• Technique
    • Open or endoscopic curettage of the symphysis pubis
    • Arthrodesis of the symphysis with or without bone graft
    • Wedge resection

Rehab and Return to Play


  • Goals
    • Stretching
    • Pelvic muscular strengthening program
  • Progress through protocol stages until able to perform exercises pain free
    • And have achieved adequate range of motion, core stability

Proposed Protocol

  • Stage 1 (need citation)
    • Focus on pain control, improve lumbo-levic stability
    • Gentle prolonged stretching, except for the adductors and ischiopubic muscles
    • Cardiovascular exercise: cycling
  • Stage 2
    • Introduce light resistance training
    • Swiss balls and other aids are indicated for performing resistance and strengthening exercises of the pelvis, abdominal and gluteal muscles.
    • Abdominal core isometrics targeting the transversus abdominis, abdominal crunches, gluteal bridges with and without resistance bands
    • Swiss ball exercises for abdominal core, manual hip strengthening and resistance hip strengthening with band are indicated
  • Stage 3
    • Eccentric hip exercises, side stepping with bands, lunge and squat exercises and progressive sport-specific training.
    • Running is gradually increased, and changes of pace and direction are introduced.
    • Athletes start training on the field, performing exercises mimicking their sport
  • Stage 4
    • Kicking is allowed only at the end of this stage.
    • Eccentric abdominal wall strengthening exercises are started

Proposed Program by McAleer

  • Nine-point program From Mcaleer et al emphasized[15]
    • Pain control
    • Tone reduction of over-active structures
    • Improved range of motion at hips, pelvis and thorax
    • Adductor strength
    • Functional movement assessment
    • Core stability
    • Lumbo-pelvic control
    • Gym-based strengthening
    • Field-based conditioning/rehabilitation
  • All players returned to training without symptoms with 60 days and to play within 72 days
    • During follow up ranging from 16 to 33 months, there was no recurrence of symptoms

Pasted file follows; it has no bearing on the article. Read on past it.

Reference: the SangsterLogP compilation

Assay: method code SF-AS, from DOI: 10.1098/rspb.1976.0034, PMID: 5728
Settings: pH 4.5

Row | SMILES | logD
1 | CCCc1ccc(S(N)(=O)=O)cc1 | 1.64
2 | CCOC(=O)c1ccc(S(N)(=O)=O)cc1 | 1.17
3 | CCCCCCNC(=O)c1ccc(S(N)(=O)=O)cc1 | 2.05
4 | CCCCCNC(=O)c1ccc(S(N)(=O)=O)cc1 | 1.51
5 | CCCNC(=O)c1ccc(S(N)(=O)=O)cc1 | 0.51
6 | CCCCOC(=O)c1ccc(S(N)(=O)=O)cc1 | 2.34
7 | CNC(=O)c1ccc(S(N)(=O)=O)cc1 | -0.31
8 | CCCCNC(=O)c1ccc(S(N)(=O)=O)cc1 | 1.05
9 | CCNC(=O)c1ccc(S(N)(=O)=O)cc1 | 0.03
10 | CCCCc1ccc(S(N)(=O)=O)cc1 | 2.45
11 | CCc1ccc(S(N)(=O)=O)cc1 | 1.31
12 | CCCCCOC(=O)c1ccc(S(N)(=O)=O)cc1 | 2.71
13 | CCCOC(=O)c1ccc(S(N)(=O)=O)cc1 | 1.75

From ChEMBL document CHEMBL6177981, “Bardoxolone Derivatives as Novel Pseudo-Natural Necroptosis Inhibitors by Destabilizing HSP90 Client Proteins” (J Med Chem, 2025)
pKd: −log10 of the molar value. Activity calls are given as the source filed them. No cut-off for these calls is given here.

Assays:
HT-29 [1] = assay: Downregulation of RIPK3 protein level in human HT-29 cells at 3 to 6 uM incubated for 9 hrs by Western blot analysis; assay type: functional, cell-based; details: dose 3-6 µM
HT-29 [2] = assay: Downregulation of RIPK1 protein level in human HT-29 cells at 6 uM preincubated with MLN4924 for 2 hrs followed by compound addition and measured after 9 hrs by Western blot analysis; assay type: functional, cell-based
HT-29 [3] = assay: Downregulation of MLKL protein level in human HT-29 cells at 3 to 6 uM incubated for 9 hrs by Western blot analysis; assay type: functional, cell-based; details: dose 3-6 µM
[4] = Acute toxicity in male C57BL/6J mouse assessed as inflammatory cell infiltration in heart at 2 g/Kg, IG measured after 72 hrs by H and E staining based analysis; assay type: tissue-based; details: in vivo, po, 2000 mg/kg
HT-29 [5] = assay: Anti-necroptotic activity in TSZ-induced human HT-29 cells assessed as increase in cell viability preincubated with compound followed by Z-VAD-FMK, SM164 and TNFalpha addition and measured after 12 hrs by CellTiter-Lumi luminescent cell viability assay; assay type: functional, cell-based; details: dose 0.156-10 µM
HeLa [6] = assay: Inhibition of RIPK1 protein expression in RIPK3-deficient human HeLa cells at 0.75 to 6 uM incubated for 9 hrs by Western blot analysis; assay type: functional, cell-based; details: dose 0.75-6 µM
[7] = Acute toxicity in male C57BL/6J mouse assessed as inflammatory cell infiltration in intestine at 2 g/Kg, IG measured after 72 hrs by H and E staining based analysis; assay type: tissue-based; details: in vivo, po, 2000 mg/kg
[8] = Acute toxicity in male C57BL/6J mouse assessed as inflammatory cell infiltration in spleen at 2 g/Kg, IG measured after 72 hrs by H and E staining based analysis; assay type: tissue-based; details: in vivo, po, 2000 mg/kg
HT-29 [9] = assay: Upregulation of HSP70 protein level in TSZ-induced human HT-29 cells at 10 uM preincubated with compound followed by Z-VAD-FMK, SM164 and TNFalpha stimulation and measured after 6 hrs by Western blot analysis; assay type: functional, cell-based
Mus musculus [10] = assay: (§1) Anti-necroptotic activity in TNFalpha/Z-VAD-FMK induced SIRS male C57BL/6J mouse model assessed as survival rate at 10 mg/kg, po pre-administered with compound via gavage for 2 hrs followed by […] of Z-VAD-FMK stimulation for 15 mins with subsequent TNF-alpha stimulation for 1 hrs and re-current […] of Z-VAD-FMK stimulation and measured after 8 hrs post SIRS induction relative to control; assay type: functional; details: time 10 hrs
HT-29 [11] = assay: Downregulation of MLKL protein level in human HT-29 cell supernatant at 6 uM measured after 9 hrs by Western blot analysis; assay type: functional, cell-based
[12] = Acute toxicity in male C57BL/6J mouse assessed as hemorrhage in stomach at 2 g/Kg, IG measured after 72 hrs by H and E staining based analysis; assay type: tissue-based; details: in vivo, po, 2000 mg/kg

Return to Play

  • Needs to be updated


  • Chronic pain
  • Inability to return to sport

See Also


  1. Ekstrand J, Hilding J. The incidence and differential diagnosis of acute groin injuries in male soccer players. Scand J Med Sci Sports. 1999;9(2):98–103.
  2. Maffulli N, Giai Via A, Oliva F. Groin Pain. In: Volpi P, editor. Football Traumatology: New Trends. Cham: Springer International Publishing; 2015:303–315.
  3. Verrall GM, Hamilton IA, Slavotinek JP, et al. Hip joint range of motion reduction in sports-related chronic groin injury diagnosed as pubic bone stress injury. J Sci Med Sport. 2005;8(1):77–84.
  4. Omar IM, Zoga AC, Kavanagh EC, et al. Athletic pubalgia and “sports hernia”: optimal MR imaging technique and findings. Radiographics. 2008;28(5):1415–1438.
  5. Braun P, Jensen S. Hip pain – a focus on the sporting population. Aust Fam Physician. 2007;36(6):410–413.
  6. Harris NH, Murray RO. Lesions of the symphysis in athletes. Br Med J. 1974;4(5938):211–214.
  7. Williams PR, Thomas DP, Downes EM. Osteitis pubis and instability of the pubic symphysis. When nonoperative measures fail. Am J Sports Med. 2000;28(3):350–355.
  8. Lovell G, Galloway H, Hopkins W, Harvey A. Osteitis pubis and assessment of bone marrow edema at the pubic symphysis with MRI in an elite junior male soccer squad. Clin J Sport Med. 2006;16(2):117–122.
  9. Verrall GM, Slavotinek JP, Fon GT. Incidence of pubic bone marrow oedema in Australian rules football players: relation to groin pain. Br J Sports Med. 2001;35(1):28–33.
  10. Rodriguez C, Miguel A, Lima H, Heinrichs K. Osteitis Pubis Syndrome in the Professional Soccer Athlete: A Case Report. J Athl Train. 2001;36(4):437–440.
  11. Cheatham S, Kolber MJ, Shimamura KK. The effectiveness of nonoperative rehabilitation programs for athletes diagnosed with osteitis pubis. J Sport Rehabil. 2015;25(4):399–403.
  12. Schöberl M, Prantl L, Loose O, et al. Non-surgical treatment of pubic overload and groin pain in amateur football players: a prospective double-blinded randomised controlled study. Knee Surg Sports Traumatol Arthrosc. 2017;25(6):1958–1966.
  13. Choi H, McCartney M, Best TM. Treatment of osteitis pubis and osteomyelitis of the pubic symphysis in athletes: a systematic review. Br J Sports Med. 2011;45(1):57–64.
  14. Topol GA, Reeves KD. Regenerative injection of elite athletes with career-altering chronic groin pain who fail conservative treatment: a consecutive case series. Am J Phys Med Rehabil. 2008;87(11):890–902.
  15. McAleer S, Lippie E, Norman D, Riepenhof H. Management of osteitis pubis/pubic bone stress in professional soccer players using a nonoperative rehabilitation protocol with clinical and functional progression criteria. J Orthop Sports Phys Ther. 2017;47(9):683–690.
Created by:
John Kiel on 5 July 2019 08:32:19
Last edited:
5 October 2022 13:05:08
Lower Extremity | Groin | Hip | Thigh | Overuse